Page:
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China, Russia Conclude Drills as US, South Korea, Japan Deepen Security Ties

China and Russia on Sunday wrapped up an air and naval exercise in the Sea of Japan aimed at “safeguarding” the security of waterways, the Chinese defence ministry said.

The show of solidarity between the militaries comes at a time when the United States is beefing up ties with Japan and South Korea and the North Atlantic Treaty Organization (NATO) is looking to deepen its presence in the region, to the anger of China and Russia.

More than 10 warships and over 30 warplanes from both sides took part in the four-day “Northern/Interaction-2023” exercise as Chinese and Russian navies and air forces jointly planned and commanded naval and aerial escorts, deterrence and repelling exercises.

Chinese director of the drills Qiu Wensheng described the exercise as “a major move” in safeguarding the security of strategic waterways, while Rear Admiral Calery Kazkov of Russia, deputy director of the drill, said it had strengthened the ability of both sides to handle military threats, according to the Chinese statement.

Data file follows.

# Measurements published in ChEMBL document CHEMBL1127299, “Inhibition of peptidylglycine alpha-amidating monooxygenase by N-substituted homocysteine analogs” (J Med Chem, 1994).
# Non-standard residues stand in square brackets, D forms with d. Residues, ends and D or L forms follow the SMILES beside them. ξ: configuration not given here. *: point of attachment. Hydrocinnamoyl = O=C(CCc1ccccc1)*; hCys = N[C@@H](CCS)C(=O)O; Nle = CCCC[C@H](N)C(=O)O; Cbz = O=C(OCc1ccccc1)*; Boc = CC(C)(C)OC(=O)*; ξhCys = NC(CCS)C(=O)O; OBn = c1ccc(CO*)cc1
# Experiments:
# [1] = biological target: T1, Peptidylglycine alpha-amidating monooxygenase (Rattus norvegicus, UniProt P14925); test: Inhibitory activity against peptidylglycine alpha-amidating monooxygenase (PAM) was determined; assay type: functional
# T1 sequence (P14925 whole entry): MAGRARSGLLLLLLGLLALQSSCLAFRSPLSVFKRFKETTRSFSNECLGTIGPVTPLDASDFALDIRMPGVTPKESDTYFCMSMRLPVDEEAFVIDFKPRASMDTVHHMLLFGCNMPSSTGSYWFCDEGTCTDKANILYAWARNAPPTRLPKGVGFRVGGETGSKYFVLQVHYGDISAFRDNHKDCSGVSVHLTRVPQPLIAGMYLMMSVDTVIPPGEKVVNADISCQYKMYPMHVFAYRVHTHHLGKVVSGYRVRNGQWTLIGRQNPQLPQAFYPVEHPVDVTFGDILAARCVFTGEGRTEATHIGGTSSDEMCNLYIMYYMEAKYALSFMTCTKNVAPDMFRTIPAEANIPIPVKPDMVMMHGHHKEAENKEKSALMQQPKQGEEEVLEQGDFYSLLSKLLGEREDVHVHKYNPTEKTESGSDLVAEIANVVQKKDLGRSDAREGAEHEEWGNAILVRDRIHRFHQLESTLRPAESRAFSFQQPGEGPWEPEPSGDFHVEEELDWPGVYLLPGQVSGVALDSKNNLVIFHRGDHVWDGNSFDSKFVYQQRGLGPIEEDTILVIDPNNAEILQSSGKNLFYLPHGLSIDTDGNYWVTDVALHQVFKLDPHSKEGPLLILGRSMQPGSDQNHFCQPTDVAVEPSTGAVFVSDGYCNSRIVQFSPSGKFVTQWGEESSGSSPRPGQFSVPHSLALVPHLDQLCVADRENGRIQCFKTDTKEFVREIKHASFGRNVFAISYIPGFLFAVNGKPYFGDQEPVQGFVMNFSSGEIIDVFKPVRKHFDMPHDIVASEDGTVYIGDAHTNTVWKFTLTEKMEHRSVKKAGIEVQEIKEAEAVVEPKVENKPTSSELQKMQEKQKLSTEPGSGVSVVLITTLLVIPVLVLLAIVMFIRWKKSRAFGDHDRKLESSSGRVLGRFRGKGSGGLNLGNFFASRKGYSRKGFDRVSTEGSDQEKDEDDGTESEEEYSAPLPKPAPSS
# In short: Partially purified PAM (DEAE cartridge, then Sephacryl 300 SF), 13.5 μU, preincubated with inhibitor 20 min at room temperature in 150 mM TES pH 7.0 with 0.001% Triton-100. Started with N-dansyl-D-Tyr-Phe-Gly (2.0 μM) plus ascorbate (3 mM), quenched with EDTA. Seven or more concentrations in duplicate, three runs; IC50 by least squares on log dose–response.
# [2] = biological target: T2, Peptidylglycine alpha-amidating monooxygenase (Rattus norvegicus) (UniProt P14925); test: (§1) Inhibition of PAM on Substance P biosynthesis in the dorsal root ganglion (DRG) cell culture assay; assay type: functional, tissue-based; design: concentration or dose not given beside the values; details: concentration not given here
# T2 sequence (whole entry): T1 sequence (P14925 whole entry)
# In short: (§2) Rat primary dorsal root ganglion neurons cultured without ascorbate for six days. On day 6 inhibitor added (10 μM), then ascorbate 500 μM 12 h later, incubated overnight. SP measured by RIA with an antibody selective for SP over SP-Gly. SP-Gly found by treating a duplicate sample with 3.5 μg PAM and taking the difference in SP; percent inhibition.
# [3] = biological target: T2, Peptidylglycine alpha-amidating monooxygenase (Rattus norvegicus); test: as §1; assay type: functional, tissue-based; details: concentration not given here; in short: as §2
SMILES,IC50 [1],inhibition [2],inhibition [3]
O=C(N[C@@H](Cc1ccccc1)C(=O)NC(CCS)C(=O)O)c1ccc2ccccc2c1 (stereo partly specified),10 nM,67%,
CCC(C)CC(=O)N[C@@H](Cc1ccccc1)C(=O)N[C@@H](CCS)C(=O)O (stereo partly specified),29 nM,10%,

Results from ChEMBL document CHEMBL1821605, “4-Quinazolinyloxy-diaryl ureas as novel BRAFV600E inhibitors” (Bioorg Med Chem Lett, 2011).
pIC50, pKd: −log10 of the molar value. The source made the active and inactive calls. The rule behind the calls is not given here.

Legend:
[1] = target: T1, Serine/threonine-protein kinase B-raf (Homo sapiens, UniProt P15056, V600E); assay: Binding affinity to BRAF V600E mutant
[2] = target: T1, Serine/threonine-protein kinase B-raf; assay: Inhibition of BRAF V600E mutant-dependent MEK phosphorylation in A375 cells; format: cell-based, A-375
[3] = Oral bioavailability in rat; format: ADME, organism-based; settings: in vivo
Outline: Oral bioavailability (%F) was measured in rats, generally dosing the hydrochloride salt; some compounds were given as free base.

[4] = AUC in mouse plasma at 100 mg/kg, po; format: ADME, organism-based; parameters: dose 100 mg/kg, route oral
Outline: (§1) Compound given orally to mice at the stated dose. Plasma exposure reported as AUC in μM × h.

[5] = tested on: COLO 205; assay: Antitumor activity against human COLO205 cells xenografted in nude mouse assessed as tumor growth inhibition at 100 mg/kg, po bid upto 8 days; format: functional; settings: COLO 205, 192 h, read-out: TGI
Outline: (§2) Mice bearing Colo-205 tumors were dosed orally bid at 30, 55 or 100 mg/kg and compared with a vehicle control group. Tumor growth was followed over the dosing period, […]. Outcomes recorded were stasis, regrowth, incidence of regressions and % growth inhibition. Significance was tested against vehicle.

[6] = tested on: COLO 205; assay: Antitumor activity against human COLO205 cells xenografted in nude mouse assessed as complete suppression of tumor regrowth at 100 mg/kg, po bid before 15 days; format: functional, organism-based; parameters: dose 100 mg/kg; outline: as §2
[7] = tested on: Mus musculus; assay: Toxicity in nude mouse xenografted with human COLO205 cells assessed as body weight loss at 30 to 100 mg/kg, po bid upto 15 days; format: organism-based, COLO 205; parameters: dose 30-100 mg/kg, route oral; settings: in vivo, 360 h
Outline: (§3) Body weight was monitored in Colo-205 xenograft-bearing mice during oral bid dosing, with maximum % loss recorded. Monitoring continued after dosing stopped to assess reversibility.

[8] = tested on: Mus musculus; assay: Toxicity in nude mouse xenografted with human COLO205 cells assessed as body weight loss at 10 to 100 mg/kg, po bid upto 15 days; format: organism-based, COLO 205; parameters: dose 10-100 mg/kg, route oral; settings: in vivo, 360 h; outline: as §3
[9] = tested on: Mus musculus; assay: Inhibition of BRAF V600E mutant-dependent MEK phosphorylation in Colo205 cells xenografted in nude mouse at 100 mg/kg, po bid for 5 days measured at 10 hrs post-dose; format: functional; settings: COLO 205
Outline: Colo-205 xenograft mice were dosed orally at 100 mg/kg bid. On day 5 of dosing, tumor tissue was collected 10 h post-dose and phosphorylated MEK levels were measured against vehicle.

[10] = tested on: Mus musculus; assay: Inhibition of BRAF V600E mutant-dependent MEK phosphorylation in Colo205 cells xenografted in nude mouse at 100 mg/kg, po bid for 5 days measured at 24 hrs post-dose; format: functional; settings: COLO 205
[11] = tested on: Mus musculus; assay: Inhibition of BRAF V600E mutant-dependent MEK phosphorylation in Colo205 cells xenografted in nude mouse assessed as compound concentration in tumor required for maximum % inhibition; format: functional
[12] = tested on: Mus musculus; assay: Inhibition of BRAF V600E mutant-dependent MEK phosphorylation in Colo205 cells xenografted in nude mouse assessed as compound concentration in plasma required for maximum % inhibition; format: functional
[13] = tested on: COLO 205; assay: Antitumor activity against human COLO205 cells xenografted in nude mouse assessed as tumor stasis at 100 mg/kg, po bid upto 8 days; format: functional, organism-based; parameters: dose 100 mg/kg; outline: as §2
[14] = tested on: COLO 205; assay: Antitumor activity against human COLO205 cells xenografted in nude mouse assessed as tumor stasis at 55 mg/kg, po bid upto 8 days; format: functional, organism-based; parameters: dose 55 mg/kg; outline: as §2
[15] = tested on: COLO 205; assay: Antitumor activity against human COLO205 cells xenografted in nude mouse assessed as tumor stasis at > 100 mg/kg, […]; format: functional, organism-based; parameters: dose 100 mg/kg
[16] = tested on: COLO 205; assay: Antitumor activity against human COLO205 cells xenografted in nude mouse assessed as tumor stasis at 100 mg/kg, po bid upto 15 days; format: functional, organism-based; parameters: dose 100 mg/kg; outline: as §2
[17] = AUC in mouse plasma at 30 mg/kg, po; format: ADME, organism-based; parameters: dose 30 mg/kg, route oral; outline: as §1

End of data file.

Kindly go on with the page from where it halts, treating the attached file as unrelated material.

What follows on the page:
The exercise is the latest of gesture of enhanced military cooperation between China and Russia that has seen more frequent top military official interactions, as well as more military drills between the two.

It comes at a time of heightened military and security activity between the U.S. and its major Asian allies.

Last month, the White House said National security advisers for the United States, Japan and South Korea discussed maintaining stability in the Taiwan Strait and coordination over the East China and South China Seas.

Earlier this month, Japan and NATO agreed on new partnership programme, NATO chief Jens Stoltenberg expressing concern about China’s military buildup. China on Monday warned Japan of NATO’s expansion into the Asia-Pacific.

Against that backdrop are escalating tensions with North Korea, a longtime ally of China.

On Thursday, Pyongyang said deployment of U.S. aircraft carriers, bombers or missile submarines in South Korea could meet criteria for its use of nuclear weapons.

For the first time since the 1980s, a U.S. nuclear-armed ballistic missile submarine (SSBN) visited South Korea last week.

Source: Reuters